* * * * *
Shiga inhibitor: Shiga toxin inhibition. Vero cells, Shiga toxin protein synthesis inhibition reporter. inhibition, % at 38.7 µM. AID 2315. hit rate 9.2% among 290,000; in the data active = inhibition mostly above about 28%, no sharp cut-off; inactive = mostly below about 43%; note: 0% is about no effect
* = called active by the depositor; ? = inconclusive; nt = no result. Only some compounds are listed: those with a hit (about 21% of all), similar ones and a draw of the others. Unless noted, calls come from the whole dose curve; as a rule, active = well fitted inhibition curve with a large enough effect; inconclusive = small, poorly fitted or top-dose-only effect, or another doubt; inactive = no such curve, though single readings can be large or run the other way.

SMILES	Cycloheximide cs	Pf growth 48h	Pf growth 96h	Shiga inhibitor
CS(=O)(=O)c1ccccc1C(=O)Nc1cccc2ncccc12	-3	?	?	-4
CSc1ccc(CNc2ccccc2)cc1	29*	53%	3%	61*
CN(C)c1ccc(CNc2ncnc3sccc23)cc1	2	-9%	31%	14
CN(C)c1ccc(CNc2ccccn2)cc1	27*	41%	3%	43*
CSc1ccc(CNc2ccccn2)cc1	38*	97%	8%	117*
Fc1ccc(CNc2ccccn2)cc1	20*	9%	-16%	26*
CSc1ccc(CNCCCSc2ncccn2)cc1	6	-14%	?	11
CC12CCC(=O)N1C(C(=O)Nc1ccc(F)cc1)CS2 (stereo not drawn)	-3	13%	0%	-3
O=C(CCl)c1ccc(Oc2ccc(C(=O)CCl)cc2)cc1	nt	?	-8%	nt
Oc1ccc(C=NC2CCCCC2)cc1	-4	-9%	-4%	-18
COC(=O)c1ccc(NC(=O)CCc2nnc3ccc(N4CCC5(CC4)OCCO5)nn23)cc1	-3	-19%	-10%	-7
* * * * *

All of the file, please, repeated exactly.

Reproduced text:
Shiga inhibitor: Shiga toxin inhibition. Vero cells, Shiga toxin protein synthesis inhibition reporter. inhibition, % at 38.7 µM. AID 2315. hit rate 9.2% among 290,000; in the data active = inhibition mostly above about 28%, no sharp cut-off; inactive = mostly below about 43%; note: 0% is about no effect
* = called active by the depositor; ? = inconclusive; nt = no result. Only some compounds are listed: those with a hit (about 21% of all), similar ones and a draw of the others. Unless noted, calls come from the whole dose curve; as a rule, active = well fitted inhibition curve with a large enough effect; inconclusive = small, poorly fitted or top-dose-only effect, or another doubt; inactive = no such curve, though single readings can be large or run the other way.

SMILES	Cycloheximide cs	Pf growth 48h	Pf growth 96h	Shiga inhibitor
CS(=O)(=O)c1ccccc1C(=O)Nc1cccc2ncccc12	-3	?	?	-4
CSc1ccc(CNc2ccccc2)cc1	29*	53%	3%	61*
CN(C)c1ccc(CNc2ncnc3sccc23)cc1	2	-9%	31%	14
CN(C)c1ccc(CNc2ccccn2)cc1	27*	41%	3%	43*
CSc1ccc(CNc2ccccn2)cc1	38*	97%	8%	117*
Fc1ccc(CNc2ccccn2)cc1	20*	9%	-16%	26*
CSc1ccc(CNCCCSc2ncccn2)cc1	6	-14%	?	11
CC12CCC(=O)N1C(C(=O)Nc1ccc(F)cc1)CS2 (stereo not drawn)	-3	13%	0%	-3
O=C(CCl)c1ccc(Oc2ccc(C(=O)CCl)cc2)cc1	nt	?	-8%	nt
Oc1ccc(C=NC2CCCCC2)cc1	-4	-9%	-4%	-18
COC(=O)c1ccc(NC(=O)CCc2nnc3ccc(N4CCC5(CC4)OCCO5)nn23)cc1	-3	-19%	-10%	-7